OBJECTIVE

Globally, COVID-19 has affected how children learn. We evaluated the impact of Test to Stay (TTS) on secondary and tertiary transmission of SARS-CoV-2 and potential impact on in-person learning in four school districts in the United States from September 13–November 19, 2021.

METHODS

Implementation of TTS varied across school districts. Data on index cases, school-based close contacts, TTS participation, and testing results were obtained from four school districts in diverse geographic regions. Descriptive statistics, secondary and tertiary attack risk, and a theoretical estimate of impact on in-person learning were calculated.

RESULTS

Fifty-one schools in four school districts reported 374 COVID-19 index cases and 2,520 school-based close contacts eligible for TTS. The proportion participating in TTS ranged from 22%–79%. By district, the secondary attack risk (SAR) and tertiary attack risk (TAR) among TTS participants ranged between 2.2%–11.1% and 0%–17.6%, respectively. Nine clusters were identified among secondary cases and two among tertiary cases. The theoretical maximum number of days of in-person learning saved by using TTS was 976–4,650 days across jurisdictions.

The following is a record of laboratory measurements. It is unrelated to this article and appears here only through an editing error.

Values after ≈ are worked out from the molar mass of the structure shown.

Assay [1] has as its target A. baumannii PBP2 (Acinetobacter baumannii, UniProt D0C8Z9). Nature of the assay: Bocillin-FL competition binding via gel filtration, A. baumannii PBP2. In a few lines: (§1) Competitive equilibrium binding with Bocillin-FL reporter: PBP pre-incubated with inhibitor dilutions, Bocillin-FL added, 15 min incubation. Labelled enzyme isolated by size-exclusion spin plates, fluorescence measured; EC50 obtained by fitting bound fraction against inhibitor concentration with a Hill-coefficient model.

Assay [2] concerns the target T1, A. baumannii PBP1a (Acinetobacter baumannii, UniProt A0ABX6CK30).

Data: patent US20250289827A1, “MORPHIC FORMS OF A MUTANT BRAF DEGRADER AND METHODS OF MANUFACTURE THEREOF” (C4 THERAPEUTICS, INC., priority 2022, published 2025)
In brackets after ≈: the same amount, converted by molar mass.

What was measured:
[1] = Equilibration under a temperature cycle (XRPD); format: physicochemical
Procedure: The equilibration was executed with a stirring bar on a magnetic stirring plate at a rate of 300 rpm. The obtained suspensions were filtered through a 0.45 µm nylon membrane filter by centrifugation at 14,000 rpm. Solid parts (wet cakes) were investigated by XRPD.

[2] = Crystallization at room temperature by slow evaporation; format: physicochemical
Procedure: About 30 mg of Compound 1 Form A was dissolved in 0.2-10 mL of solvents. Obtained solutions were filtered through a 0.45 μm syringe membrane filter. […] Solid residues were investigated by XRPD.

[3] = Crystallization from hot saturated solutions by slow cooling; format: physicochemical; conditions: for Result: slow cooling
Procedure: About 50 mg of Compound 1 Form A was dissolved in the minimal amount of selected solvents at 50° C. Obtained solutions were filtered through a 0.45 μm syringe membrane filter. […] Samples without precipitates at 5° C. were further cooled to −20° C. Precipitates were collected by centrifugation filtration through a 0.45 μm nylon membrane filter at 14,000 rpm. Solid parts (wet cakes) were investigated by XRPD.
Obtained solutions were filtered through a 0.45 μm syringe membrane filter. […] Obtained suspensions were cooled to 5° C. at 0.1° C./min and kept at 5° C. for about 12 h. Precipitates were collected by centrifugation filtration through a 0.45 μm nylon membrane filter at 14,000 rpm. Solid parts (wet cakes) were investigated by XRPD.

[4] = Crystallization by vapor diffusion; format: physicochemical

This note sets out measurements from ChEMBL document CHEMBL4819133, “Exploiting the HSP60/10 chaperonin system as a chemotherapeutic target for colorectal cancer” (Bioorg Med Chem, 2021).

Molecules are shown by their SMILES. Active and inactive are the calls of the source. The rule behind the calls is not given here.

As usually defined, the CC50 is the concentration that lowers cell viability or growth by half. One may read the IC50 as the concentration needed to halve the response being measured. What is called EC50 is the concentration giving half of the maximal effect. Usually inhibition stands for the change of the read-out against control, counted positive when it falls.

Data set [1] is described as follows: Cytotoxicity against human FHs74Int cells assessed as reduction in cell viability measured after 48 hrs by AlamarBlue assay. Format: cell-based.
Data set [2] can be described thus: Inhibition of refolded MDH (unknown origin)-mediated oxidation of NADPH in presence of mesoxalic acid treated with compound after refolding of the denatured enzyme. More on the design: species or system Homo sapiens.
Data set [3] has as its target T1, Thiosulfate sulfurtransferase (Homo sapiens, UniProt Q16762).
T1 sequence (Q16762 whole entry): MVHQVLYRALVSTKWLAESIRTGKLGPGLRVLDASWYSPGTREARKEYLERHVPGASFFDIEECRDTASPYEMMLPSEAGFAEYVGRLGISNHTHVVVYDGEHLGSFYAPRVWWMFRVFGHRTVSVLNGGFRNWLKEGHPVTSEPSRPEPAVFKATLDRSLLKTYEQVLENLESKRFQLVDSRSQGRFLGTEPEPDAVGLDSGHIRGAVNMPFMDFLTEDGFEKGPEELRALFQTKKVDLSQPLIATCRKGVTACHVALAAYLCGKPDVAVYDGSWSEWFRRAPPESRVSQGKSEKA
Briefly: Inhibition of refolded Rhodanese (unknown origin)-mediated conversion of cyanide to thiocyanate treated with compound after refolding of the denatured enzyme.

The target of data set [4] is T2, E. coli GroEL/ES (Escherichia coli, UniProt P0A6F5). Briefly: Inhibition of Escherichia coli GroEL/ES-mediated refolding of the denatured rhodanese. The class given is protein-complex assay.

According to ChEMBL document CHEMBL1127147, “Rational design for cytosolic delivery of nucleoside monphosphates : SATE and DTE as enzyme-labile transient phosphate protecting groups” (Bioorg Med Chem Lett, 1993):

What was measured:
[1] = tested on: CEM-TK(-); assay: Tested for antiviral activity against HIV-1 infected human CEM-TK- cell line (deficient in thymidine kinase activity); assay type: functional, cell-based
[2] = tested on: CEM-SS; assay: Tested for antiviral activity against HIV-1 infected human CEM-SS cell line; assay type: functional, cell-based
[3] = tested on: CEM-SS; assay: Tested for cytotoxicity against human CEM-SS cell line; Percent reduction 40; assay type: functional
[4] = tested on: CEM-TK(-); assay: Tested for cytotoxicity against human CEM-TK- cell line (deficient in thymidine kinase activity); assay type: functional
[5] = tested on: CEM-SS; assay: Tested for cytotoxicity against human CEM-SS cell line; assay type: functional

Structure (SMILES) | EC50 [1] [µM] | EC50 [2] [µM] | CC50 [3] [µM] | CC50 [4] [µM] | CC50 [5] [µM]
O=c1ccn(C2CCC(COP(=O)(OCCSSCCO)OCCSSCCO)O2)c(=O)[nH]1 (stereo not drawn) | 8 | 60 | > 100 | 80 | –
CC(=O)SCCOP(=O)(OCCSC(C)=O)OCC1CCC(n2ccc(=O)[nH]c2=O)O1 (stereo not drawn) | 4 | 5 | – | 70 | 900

CONCLUSIONS

TTS preserves in-person learning days. Decisions to participate in TTS may have been influenced by ease of access to testing, communication between schools and families, testing logistics, and school resources. TAR determination became more complicated when numbers of close contacts increased. Minimizing exposure through continued implementation of layered prevention strategies is imperative. To ensure adequate resources for implementation of TTS, community transmission levels should be considered.

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Competing Interests

CONFLICT OF INTEREST DISCLOSURES: The authors have no conflicts of interest relevant to this article to disclose.